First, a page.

Make The Story Great: Collaborate, put the relationship first, and build trust in every interaction to engineer an impactful outcome. – Gauge Guiding Principles
Mark and Daniel called my teammate Amy and I into the meeting to present a challenge: Our HR Department had never been given a lot of attention. It’d grown sporadically and reactively. The processes we did have took a traditional approach, with one person acting as the paperwork filer and gatekeeper for all team member information. As it stood, HR required a single person to bear the full weight of recruiting and team member development. That approach wasn’t scalable, and it certainly didn’t align with our company culture or values. Would Amy and I work together to revamp our HR Department—to demystify the details, make information accessible, create collaborative growth, and spin up streamlined, lightweight systems?
If you don’t know about Amy yet, here’s the context you need: Amy is a member of our leadership team and our financial guru, the lean, mean spreadsheet queen responsible for everything data- and finance-related at Gauge. She has a legal background, a methodical and logical perspective, and the high-level insight to get big things operating efficiently. Not to mention some crazy-good math skills.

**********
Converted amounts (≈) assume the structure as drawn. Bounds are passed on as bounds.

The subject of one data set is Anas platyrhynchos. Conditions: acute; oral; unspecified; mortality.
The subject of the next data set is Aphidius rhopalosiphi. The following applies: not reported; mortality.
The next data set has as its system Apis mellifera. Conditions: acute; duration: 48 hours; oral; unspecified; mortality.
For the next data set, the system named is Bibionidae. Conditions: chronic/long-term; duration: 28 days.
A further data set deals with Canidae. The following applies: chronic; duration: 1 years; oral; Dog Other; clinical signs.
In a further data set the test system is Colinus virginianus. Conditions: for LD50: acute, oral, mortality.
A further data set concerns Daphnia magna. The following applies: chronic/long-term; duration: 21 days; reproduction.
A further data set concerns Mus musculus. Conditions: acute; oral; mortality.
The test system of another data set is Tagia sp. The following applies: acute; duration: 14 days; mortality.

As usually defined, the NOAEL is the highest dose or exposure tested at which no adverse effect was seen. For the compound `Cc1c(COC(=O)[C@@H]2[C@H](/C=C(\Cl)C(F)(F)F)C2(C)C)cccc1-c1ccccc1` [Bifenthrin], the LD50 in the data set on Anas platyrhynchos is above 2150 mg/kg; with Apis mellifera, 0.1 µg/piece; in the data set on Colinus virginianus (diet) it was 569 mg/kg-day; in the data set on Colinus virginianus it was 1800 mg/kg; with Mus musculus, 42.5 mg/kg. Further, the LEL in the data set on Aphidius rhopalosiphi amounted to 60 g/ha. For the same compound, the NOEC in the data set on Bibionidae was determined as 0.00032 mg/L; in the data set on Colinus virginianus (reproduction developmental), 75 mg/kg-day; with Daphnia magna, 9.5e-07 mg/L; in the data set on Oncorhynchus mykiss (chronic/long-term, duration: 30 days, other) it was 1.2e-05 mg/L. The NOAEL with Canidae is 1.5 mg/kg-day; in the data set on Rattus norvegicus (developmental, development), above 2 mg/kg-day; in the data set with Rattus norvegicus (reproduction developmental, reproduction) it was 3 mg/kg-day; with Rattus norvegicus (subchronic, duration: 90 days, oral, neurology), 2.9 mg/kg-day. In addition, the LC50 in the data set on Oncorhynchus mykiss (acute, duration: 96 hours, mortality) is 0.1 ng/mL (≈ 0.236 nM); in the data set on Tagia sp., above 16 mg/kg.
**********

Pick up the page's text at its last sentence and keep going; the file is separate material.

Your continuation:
I grew up in a restaurant and came to Gauge after managing the busy bakery two doors down. Before that, I worked in film production and with media non-profits. I know how to stay organized amid chaos, to push a team to work well together, and to create systems that hold up in a high-pressure environment, all while keeping a smile on my face and spreading good vibes. I’m also hopeless without a calculator, a total word nerd.
Together, Amy and I act as Gauge’s admin team. We’re the yin to one another’s yang, and our complementary strengths made us well-suited to take on this project. We grinned at each other over the conference table. Challenge accepted.